To qualify for this program, certain terms must be met:

1. The initial penalty assessed must be greater than 6. The company must implement “A Workplace Accident and Injury Reduction” (AWAIR) Program $5,000. and a safety committee. 2. The employer must contest the original citations and attend an informal conference with MNOSHA 7. Minnesota OSHA Compliance will contact the to define the terms of the settlement agreement. As employer quarterly to discuss the employer’s with all settlement agreements, employees may progress. appeal the results. 8. One year after the completed settlement 3. Twenty-five percent of the original penalties must agreement, a paper review of the actual workers’ compensation claims submitted to the employer’s be paid within agreed upon terms. insurance provider will be conducted with the 4. The employer must reduce, by 25 percent, the employer, the appropriate employee representative number of workers’ compensation claims submitted and MNOSHA Compliance. to its insurance provider during the 12 months 9. If the employer fails to meet a claims reduction of following the completed settlement agreement. 25 percent, it will owe a percentage of the original 5. Management of the company must agree to penalties, based on a sliding scale. training. The training to be obtained will be agreed upon during the informal conference. The intent of this program is to have an indirect connection between MNOSHA and workers’ compensation rates. It is an opportunity for employers, employees and MNOSHA to work together to reduce the hazards, injuries and illnesses occurring within Minnesota workplaces.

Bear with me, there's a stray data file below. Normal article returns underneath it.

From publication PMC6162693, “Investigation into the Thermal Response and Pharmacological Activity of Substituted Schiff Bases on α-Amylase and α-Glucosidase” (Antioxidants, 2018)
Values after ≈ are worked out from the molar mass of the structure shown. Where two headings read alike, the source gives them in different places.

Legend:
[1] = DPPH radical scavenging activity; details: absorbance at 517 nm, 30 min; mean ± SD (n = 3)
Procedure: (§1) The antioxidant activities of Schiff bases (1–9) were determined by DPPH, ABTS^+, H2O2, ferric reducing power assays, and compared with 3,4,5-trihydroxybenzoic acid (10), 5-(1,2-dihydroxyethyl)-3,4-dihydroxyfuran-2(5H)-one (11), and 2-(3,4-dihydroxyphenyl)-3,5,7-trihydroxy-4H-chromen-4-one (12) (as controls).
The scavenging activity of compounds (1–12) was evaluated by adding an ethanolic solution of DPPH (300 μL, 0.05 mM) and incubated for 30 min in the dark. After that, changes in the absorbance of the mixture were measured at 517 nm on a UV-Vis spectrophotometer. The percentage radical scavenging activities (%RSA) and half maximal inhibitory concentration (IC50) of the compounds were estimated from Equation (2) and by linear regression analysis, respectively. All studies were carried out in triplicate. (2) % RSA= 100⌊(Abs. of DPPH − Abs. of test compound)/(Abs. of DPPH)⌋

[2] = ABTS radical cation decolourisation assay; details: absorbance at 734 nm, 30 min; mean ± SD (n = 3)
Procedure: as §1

• COMPACT • February 2004


Change to insurers report of benefits paid
Notice concerning the workers’ compensation insurers/ self-insurers report of benefits paid during the 12-month period ending Dec. 31, 2003